I am very keen for the new model to come through in the coming 12-24 months to see how Volkswagen can improve an already well-rounded SUV.
The Kia Sportage still stands out to me as a mid-sized SUV I’d actually buy.
I’ve experienced multiple flavours of the current-generation Sportage to date and think I’d opt for either an SX+ or GT-Line with the turbo-diesel engine.
The 2.0-litre four-cylinder turbo-diesel engine packs a punch and is extremely smooth, which complements the Sportage’s high-tech interior. It’s worth mentioning there’s more space than ever, thanks in part to the longer wheelbase on the new model.
I’d buy a Tesla Model Y.
It’s arguably one of the most boring cars out of all those listed, but it’s an absolute bargain when you consider what you get for the money at the entry level.
Storage is best in segment, tech is best in segment, and you get electric vehicle technology, which currently demands a significant premium. The other upshot is the level of subsidies available across most states (except Victoria, which has killed its EV subsidy and is currently passing the hat around to help pay its bills).
Some would argue the entry-level model doesn’t have the range they need in comparison to an internal combustion engine vehicle, but for most Australians it’s fine.
We are at a crossroads, though. Despite record levels of renewable energy in the system, electricity prices are skyrocketing – so it may not be the right time to buy an EV if you’re on the grid without solar and are buying solely to save money on fuel.
While the Cupra Formentor would likely be the favourite for my bachelor lifestyle, I feel that many buying in this segment have one or two kids to consider.
Back in the day my parents moved from a Mitsubishi Galant to a 2000 Honda CR-V when my brother was born, which eventually became my first car.
I don’t think the latest CR-V does it for family man JWo in 2023, but the Nissan X-Trail e-Power with e-4orce would – provided I didn’t have to say its full name constantly.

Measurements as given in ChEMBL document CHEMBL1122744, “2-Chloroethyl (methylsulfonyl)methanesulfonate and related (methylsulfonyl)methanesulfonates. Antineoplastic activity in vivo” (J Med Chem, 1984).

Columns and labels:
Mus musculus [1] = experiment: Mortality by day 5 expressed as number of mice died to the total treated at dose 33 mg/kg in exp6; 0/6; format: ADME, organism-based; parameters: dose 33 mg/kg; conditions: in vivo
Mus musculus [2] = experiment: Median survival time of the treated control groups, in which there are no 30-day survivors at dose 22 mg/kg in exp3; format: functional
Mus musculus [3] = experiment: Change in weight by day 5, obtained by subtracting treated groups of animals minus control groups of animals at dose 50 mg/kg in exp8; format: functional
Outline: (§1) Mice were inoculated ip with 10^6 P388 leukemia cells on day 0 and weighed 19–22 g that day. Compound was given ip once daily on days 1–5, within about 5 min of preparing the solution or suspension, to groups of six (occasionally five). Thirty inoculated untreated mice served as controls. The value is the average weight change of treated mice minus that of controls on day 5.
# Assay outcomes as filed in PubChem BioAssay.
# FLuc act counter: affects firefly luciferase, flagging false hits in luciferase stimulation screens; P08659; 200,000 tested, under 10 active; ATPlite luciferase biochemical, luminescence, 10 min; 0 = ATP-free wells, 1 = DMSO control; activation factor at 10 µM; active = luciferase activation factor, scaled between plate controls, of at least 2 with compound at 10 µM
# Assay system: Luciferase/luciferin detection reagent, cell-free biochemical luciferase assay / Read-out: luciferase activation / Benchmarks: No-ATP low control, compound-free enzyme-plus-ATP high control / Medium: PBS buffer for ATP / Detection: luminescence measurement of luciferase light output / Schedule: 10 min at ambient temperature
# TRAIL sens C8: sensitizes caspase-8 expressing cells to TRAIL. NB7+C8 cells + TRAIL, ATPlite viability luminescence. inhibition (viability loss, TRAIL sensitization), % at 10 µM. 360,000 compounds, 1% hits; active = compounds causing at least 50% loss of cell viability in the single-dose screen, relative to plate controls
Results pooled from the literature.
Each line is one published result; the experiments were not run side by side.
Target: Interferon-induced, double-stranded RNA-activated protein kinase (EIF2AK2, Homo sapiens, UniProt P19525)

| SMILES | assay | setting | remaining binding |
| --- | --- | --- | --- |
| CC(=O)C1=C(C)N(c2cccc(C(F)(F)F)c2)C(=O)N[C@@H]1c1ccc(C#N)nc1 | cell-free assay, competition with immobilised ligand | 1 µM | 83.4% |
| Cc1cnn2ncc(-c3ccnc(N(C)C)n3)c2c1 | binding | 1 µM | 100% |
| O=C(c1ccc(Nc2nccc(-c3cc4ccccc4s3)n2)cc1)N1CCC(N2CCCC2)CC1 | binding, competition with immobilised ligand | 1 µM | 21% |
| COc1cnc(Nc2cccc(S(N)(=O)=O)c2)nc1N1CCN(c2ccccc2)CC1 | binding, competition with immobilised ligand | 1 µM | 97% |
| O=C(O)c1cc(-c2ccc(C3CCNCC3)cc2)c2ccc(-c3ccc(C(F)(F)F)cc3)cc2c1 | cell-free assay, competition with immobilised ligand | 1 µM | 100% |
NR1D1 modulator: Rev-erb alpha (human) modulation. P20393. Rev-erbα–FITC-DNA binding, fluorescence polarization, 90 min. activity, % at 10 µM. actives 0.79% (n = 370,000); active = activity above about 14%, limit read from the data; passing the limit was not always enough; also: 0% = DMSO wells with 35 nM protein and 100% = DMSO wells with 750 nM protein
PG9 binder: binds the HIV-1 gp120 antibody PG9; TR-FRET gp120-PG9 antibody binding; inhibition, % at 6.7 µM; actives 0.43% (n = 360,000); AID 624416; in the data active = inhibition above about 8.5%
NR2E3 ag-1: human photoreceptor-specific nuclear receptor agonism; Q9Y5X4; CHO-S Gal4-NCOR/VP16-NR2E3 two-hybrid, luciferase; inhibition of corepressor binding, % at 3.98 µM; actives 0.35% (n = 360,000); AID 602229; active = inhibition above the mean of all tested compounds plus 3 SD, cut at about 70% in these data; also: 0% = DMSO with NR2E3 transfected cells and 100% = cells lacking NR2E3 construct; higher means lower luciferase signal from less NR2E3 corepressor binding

While not quite as efficient as its RAV4 Hybrid equivalent, the X-Trail e-Power with dual e-motors is powerful, refined, and in top-spec Ti-L trim impressively plush for a mainstream vehicle.
Unfortunately we don’t get a seven-seat option in Australia as yet, but the X-Trail has plenty of space for a growing family, with enough luxuries to boot.
Perhaps when the Hyundai Tucson Hybrid and Kia Sportage Hybrid launch in Australia, I may find it a little harder to choose…
The mid-sized SUV segment is often accused of being boring, but there are a few options that appeal to me: the Nissan X-Trail e-Power is parsimonious and refined, while the smaller Mazda CX-5 G35 is punchy and enjoyable to drive.
Seeing as I don’t have kids yet, however, outright space isn’t as important as driving dynamics. Therefore, I feel compelled to pick the mid-sized SUV that feels the least like a mid-sized SUV: the Cupra Formentor.
I actually forgot this was even classified as a mid-sizer by VFACTS because while it’s not cramped, it’s no Haval H6 inside. But where it appeals the most is in its dynamics and its styling, which are more like a Cupra Leon than any other SUV at this end of the market. The interior is stylish too, if not without its share of annoyances.
I’ve only driven the VZx thus far but I loved every minute of it. I could be tempted by the other variants, however.